HAMDEN, Conn. (WTNH) — Natalya Franchi’s mother warns her that she might not be able to always answer the phone.
“My mom is sitting without light very often, and she tells me, ‘Hey, I charged my phone, but if you call and I don’t answer, it’s because my phone died and I have no electricity,'” Franchi said.
Franchi moved to the U.S. from Ukraine when she was 24 years old. Now, as a graduate student at Quinnipiac University, she calls her mother three times a day.
Recently, that’s been tougher.
“They have sirens that alarm about the air threats three to four times a day, each one of those lasts hours,” Franchi said.
Two weeks from Election Day, a united Connecticut delegation said it wants to continue sending aid to Ukraine. Sen. Richard Blumenthal (D-Conn.) visited Bucha in July and said that pulling back now would be a disaster.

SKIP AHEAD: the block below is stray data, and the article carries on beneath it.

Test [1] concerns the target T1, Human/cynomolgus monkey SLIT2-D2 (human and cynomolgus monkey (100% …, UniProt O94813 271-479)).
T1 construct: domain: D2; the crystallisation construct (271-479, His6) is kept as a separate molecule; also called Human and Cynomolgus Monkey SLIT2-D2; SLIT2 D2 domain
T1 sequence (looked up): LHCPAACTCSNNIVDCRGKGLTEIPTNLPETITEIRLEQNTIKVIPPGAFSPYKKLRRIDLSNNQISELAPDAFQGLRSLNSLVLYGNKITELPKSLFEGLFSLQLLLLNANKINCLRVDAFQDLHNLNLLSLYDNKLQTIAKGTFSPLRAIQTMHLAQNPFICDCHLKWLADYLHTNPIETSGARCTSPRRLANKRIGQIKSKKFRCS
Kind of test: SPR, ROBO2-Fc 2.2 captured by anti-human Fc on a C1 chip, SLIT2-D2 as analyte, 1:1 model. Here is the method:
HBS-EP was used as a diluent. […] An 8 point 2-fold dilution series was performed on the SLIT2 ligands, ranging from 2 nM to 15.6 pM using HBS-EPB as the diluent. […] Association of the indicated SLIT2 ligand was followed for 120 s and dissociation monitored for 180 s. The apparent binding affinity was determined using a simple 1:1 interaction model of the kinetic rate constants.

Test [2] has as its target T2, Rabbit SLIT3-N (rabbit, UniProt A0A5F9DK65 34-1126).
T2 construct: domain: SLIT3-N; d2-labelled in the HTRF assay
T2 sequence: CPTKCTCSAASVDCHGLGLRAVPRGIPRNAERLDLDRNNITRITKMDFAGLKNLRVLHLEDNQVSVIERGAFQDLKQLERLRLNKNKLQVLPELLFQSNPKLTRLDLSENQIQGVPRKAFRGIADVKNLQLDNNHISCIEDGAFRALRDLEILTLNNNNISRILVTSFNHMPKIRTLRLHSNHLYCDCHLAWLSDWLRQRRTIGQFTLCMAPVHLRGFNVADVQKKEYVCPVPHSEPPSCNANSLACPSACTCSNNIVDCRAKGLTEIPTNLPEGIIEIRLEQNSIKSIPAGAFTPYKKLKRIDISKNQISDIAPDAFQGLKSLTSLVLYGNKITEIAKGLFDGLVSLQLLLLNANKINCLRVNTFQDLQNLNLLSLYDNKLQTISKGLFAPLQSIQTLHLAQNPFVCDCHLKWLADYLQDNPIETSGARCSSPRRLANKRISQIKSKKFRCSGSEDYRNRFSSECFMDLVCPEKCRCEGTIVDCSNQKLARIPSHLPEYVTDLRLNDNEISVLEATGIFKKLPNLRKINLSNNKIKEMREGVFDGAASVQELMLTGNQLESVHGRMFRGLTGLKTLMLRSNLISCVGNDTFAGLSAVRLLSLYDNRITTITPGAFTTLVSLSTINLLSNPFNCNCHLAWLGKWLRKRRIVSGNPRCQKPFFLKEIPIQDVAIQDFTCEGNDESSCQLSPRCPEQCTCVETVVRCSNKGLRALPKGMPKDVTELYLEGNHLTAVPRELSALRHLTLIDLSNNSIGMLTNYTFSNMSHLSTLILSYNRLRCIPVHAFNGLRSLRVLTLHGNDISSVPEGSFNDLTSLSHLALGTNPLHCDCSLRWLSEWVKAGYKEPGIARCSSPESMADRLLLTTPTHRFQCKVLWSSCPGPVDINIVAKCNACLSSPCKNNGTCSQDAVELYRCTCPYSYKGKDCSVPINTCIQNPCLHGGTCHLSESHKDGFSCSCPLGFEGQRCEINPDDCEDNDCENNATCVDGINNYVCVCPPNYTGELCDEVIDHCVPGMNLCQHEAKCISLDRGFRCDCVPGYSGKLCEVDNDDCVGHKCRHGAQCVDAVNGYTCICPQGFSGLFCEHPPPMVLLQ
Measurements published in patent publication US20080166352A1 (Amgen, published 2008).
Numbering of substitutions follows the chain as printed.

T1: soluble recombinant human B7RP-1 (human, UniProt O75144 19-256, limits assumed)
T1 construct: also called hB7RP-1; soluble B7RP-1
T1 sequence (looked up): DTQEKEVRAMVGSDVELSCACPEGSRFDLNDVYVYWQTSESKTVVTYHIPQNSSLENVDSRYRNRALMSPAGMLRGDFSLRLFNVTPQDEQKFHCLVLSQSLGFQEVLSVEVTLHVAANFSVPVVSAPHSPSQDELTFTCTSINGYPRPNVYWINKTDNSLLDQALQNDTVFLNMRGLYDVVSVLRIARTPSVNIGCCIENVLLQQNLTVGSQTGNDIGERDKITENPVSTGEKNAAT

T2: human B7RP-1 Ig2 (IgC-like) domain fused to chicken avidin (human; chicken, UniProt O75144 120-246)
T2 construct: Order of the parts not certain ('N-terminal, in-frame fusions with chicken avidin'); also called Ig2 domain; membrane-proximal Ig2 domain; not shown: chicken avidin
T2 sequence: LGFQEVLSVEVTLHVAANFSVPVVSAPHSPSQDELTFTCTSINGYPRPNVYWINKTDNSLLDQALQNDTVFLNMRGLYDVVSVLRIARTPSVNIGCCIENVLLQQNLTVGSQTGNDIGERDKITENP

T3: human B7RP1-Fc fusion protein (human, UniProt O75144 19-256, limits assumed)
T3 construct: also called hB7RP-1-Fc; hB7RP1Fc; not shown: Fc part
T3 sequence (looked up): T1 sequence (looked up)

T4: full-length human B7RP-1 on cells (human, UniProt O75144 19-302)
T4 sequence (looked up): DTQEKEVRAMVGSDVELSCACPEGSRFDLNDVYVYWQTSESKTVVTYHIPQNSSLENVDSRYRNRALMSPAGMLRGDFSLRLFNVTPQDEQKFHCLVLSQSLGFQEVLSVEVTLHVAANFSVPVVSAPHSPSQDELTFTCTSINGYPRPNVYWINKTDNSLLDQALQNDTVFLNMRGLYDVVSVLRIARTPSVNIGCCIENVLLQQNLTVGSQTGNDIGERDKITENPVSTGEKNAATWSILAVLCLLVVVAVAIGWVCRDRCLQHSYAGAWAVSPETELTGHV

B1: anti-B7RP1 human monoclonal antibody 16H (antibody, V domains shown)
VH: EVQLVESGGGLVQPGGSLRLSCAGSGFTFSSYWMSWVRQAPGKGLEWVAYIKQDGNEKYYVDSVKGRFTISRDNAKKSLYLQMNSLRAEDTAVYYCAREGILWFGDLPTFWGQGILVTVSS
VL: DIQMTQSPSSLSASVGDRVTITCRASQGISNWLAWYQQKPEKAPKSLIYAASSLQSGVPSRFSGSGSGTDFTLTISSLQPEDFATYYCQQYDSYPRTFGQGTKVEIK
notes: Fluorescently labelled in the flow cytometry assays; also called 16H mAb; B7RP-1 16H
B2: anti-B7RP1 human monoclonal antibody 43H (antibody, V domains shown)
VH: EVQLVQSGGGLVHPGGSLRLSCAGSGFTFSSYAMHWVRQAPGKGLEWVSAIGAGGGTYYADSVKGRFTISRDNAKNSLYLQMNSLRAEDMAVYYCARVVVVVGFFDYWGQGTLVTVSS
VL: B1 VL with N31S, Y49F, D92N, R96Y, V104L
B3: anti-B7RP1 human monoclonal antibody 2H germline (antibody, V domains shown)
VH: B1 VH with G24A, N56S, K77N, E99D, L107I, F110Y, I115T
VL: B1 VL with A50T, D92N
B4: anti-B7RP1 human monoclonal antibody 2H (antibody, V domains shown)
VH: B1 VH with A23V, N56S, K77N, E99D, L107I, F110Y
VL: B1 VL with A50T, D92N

“America should be united behind the fierce, brave freedom fighters of Ukraine, because they are not only protecting their own independence and liberties, but also the national security of the world order,” he said. “Our own national security is at stake in Ukraine because Putin will keep going.”
Franchi’s stance is clear.
“I understand Ukraine and Russia are not the most developed countries, but this is savage,” she said. “It’s horrible. I didn’t think in modern world a war like that could happen.”
For now, all she can do is keep calling.
“I pray it will be over soon,” Franchi said. “I pray it’s not going to get to where my family is.”